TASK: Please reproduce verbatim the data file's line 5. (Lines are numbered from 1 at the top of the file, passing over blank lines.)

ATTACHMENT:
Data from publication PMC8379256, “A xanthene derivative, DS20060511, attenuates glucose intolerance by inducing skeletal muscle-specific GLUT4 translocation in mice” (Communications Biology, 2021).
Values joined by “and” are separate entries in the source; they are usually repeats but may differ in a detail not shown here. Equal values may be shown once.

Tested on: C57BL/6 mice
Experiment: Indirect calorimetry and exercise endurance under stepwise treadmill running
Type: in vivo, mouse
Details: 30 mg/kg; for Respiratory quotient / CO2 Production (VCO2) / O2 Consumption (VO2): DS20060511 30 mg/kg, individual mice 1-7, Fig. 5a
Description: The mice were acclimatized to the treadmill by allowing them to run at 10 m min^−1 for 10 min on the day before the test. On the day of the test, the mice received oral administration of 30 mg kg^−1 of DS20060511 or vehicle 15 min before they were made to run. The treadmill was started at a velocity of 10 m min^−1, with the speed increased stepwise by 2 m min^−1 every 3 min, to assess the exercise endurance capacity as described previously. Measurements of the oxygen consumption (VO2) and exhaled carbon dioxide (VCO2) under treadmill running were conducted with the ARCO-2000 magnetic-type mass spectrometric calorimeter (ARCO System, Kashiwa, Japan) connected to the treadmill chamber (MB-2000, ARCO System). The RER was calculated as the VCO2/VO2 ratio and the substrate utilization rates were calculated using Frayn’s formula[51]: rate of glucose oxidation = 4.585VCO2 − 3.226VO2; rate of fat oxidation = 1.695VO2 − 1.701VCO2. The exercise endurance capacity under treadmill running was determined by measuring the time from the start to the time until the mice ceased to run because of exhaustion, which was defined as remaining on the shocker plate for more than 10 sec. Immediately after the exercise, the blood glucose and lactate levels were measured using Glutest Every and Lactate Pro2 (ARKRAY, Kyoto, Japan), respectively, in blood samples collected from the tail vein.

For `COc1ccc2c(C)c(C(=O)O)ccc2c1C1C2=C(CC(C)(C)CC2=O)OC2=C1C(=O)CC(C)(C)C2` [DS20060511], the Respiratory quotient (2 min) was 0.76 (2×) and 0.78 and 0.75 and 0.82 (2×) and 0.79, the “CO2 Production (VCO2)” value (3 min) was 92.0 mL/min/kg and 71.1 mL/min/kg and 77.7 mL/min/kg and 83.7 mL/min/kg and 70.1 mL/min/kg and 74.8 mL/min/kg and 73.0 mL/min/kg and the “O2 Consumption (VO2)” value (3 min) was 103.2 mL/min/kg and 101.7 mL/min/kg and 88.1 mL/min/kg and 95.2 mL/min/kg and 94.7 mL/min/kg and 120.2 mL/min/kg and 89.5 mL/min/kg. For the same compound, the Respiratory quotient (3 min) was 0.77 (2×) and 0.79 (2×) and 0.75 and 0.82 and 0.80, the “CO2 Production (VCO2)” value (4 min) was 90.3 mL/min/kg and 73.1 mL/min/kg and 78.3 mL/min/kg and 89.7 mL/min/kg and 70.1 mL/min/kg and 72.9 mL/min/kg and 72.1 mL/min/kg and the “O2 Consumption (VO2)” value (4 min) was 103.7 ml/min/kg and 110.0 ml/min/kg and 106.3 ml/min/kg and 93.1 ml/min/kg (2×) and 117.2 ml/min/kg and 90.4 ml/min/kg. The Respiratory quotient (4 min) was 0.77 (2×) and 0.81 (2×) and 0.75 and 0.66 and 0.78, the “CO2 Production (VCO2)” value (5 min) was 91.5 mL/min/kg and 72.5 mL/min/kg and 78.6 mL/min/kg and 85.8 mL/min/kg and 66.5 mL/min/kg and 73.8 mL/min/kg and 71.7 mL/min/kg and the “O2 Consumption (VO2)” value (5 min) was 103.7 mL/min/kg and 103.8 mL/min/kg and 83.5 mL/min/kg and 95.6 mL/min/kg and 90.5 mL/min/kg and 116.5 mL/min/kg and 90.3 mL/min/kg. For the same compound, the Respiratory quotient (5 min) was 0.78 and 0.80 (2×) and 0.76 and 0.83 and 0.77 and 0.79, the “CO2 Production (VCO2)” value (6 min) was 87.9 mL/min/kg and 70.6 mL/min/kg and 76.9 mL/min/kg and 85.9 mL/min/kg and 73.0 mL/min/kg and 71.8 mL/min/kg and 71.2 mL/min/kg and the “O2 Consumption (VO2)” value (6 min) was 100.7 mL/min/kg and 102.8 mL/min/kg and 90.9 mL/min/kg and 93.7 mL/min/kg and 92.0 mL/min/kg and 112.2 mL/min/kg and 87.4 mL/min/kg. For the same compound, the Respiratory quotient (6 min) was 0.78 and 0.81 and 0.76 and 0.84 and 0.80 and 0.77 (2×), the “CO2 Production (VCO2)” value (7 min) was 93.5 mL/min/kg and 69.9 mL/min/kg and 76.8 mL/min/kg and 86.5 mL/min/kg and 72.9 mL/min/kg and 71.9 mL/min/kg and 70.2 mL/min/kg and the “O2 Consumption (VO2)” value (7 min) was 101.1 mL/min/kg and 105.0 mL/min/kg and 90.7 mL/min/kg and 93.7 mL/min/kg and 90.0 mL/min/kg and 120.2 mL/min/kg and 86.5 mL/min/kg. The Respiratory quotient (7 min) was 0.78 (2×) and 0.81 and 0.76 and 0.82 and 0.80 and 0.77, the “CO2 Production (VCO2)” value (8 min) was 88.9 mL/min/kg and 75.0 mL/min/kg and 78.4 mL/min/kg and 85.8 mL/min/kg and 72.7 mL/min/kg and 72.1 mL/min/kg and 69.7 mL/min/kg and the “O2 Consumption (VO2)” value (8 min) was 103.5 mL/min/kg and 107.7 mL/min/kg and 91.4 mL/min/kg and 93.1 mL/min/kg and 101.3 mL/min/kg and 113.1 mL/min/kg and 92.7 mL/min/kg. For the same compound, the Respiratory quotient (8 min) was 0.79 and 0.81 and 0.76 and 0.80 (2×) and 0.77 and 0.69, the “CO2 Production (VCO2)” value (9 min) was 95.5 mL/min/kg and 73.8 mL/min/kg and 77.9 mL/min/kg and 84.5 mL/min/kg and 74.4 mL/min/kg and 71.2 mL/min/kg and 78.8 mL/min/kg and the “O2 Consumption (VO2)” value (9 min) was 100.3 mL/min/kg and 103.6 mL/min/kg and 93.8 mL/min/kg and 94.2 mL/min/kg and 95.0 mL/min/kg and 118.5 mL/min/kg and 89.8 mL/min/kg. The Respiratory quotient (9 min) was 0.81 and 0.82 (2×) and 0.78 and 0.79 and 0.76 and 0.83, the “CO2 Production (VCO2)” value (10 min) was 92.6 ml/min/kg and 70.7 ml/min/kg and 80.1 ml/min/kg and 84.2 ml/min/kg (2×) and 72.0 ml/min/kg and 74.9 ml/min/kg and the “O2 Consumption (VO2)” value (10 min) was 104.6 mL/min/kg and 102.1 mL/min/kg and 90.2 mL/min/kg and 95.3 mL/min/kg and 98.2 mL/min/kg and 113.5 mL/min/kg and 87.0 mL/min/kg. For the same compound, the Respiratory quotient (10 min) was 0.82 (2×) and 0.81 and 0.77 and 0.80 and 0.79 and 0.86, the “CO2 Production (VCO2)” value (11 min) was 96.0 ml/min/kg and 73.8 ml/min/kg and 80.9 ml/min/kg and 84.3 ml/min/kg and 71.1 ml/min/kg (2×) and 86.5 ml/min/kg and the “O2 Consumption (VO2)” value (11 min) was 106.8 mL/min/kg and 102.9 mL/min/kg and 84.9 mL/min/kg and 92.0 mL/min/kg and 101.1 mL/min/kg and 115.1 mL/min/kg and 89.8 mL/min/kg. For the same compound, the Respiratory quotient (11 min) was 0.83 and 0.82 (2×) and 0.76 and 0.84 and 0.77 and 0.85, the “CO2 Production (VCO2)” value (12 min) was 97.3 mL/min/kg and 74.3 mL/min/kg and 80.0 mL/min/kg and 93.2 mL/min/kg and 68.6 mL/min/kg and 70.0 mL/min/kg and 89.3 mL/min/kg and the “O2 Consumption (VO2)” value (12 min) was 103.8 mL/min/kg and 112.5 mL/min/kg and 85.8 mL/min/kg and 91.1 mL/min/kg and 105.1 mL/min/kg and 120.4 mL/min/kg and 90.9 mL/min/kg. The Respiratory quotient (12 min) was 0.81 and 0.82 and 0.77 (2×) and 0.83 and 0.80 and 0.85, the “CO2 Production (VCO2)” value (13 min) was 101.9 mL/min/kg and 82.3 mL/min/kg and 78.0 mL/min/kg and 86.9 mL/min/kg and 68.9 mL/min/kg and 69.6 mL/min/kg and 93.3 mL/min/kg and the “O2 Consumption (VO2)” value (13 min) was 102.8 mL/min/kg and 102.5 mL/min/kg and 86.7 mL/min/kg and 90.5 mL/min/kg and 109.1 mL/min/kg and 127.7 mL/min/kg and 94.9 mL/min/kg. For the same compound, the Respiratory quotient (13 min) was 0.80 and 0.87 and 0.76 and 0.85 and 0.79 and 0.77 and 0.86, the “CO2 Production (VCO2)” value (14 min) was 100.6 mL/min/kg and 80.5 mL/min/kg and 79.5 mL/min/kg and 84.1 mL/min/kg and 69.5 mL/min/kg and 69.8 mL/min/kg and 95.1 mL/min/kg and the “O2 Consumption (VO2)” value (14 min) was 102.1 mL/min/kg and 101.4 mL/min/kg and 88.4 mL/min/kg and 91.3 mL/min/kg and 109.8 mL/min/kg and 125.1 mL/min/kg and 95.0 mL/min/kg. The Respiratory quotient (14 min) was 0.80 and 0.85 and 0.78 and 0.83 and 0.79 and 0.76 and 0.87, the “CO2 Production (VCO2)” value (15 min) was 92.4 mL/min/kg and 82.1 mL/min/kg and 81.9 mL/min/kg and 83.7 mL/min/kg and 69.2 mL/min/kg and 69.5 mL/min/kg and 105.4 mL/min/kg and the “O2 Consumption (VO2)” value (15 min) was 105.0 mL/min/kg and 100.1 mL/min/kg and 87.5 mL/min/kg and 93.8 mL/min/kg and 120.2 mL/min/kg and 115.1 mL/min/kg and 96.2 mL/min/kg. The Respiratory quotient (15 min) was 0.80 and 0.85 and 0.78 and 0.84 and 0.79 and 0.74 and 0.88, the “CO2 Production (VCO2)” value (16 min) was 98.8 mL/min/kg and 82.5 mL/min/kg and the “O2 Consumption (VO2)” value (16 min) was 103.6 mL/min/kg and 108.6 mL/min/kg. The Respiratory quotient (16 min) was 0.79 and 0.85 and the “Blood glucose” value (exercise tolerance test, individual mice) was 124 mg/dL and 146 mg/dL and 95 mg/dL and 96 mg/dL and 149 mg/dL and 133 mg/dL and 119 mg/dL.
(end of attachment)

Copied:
Type: in vivo, mouse